Siegfried, son of King Sigmund, hears of the beautiful sister of Gunter, King of Worms, Kriemhild. On his way to Worms, he kills a dragon and finds a treasure, the Hort. He helps Gunther to... See full summary »
After Siegfried's dead, Kriemhild marries Etzel, the King of the Huns. She gives birth to a child, and invites her brothers for a party. She tries to persuade Etzel and the other Huns, that... See full summary »
Two women love the same man in a world of few prospects. In Budapest, Liliom is a "public figure," a rascal who's a carousel barker, loved by the experienced merry-go-round owner and by a ... See full summary »
An altruistic department-store owner hires ex-convicts in order to give them a second chance at life. Unfortunately, one of the convicts he hires recruits two of his fellow ex-convicts in a plan to rob the store.
Kay Hoog wants to stop the organisation "Die Spinnen" to get a certain diamond, that will give the owning woman the crown of Asia, but the man, who should be the owner of that diamond, ... See full summary »
Thirty years ago, at a scientific conference, Prof. Manfeldt presented his theory on the existence of gold on the Moon. It was greeted with laughter by the assembled academics. Today, Herr Helius has ambitious plans to build a spaceship... and take it to the Moon! Windegger, his chief engineer, will be going, and so will Prof. Manfeldt, now living in a cramped garret alone with his theory. But there are disagreements with the financiers who insist that their man Turner also accompany the flight... The unmanned Rocket H 32 brings back valuable information from the dark side of the Moon. Helius is upset by the news of Windegger's engagement to the pretty Friede. And the financiers have a secret agenda: to control the world's gold supply... Finally, the Spaceship "Friede" is ready as it rolls out on its gantry for takeoff. The staged rocket works as planned, but the acceleration is fierce. As they approach the Moon, they discover a stowaway on board, Gustav, a little boy...Written by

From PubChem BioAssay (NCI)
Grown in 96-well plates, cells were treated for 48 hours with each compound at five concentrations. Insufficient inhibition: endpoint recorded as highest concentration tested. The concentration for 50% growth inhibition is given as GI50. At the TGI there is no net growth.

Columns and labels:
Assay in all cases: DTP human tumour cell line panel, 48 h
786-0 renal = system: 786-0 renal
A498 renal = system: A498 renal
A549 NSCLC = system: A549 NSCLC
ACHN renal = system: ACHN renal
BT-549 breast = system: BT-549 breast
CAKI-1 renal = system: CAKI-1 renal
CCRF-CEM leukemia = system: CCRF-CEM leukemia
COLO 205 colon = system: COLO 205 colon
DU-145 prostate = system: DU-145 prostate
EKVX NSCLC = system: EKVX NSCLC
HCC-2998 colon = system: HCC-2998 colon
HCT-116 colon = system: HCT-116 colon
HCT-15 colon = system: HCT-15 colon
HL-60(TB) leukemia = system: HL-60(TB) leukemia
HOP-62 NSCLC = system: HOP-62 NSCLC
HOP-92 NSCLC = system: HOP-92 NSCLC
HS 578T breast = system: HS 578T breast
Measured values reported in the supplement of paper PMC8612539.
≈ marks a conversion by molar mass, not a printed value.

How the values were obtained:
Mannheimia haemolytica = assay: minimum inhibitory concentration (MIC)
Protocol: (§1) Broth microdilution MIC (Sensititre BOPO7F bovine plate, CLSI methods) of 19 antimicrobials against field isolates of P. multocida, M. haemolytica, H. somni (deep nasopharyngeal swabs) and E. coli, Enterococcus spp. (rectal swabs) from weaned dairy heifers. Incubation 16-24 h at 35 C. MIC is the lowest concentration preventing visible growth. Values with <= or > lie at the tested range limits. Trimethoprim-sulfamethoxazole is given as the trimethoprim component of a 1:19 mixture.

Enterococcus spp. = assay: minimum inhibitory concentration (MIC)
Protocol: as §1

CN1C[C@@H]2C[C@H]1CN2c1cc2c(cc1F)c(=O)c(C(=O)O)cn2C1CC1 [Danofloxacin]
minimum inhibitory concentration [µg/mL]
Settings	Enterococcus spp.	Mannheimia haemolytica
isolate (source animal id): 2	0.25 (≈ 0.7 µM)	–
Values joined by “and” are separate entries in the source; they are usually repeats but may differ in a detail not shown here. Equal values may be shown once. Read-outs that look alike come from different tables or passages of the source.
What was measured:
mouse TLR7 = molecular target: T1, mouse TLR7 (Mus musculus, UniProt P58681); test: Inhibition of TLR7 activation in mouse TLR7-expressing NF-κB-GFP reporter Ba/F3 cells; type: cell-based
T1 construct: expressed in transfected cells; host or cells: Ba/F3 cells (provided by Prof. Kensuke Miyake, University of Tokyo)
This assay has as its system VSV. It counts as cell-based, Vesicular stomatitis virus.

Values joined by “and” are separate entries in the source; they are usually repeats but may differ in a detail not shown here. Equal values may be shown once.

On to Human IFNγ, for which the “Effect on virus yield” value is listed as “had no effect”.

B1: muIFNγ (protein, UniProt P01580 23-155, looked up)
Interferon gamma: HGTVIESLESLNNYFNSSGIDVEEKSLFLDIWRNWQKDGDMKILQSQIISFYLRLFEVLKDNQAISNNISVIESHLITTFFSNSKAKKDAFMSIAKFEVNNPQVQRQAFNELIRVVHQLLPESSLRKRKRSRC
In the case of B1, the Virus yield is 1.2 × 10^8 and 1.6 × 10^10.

This film shows the first countdown to launch of a rocket. Not just the first one in a movie, but the first ever: it was invented as a dramatic device for the movie. Also depicted for the first time are the use of liquid rocket fuel, a rocket with two stages, and zero gravity in space. See more »
The rocket launch is boldly set for 2130 (9:30 PM) as announced by the smoke-writing plane. But the launch also coincides with the rising of a full moon. The full moon would rise much earlier, approximately 1800 (6:00 PM) local time. See more »
If you should fall down those stairs again, I will not be there to catch you.
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The new Kino DVD release of 'Woman In The Moon' is a great addition to anyone's Fritz Lang collection. Once again, the new music composed for the film adds tremendously to the experience. I was astounded by how ahead of its time this movie was in terms of its science, and it was no surprise to read that Ufa had a team of science consultants working with Lang to supply realistic details. The use of the rotation of the Earth to provide extra impetus to the rocket, the way the booster rockets were discarded as the spaceship moved further out of the Earth's atmosphere - having grown up watching real moon launches in the 60s, it was astonishing to see the actuality echoed by fiction decades earlier. There was clearly a lot of attention to detail; they even figured out ways of conveying weightlessness in space, which were pretty advanced for the time. The special effect of trying to pour a bottle of wine without gravity was both funny and impressive. The movie is not one of Lang's great masterpieces, and I agree with other comments that point out that it tends to slow down in places. Lang always did like making long, long movies, and when he settled down to tell a story, he could really take his time getting everything perfect. When this involves people just sitting or standing in a room talking, it can get a little tiresome - in one scene, Helius is trying to get through on the phone to his partner Windegger, and it takes so long he has time to snip to pieces a big bouquet of flowers on the table in front of him. I swear, it seems to be happening in real time; if there were something exciting happening in the meantime somewhere else it might have passed more quickly, but we just keep cutting between a scene of a man impatiently holding a phone to his ear and snipping at flowers, and a scene of people sitting at a dinner table listening to a speech. Not even Lang can make this gripping, though I think he was defiantly determined to try. On the other hand, there are places where it works well. The long buildup to the rocket launch is terrific - I would have enjoyed it if it were even longer. The hangar in the darkening scene, lit with jumpy spotlights as the moon begins to rise, the slow, smooth monumental sliding of that massive machinery as the rocket glides forward to its launch position, dwarfing the human beings walking alongside it, and all the beautiful changes of camera angle to draw in the viewer, are very moving. I can see why the Nazis liked Lang and wanted to get their claws into him; if they could have harnessed him to make THEIR kind of movies, he'd have been a real prize for them, another Riefenstahl. 'Woman In The Moon' wasn't a hit at the time, mainly because Lang (as usual) wouldn't listen to the studio heads who wanted some concessions to the coming of sound technology, so it was a dinosaur silent movie when the public was engrossed with something new. But it is definitely worth watching, and its strong points are worth sitting through some tedious slow patches to enjoy.
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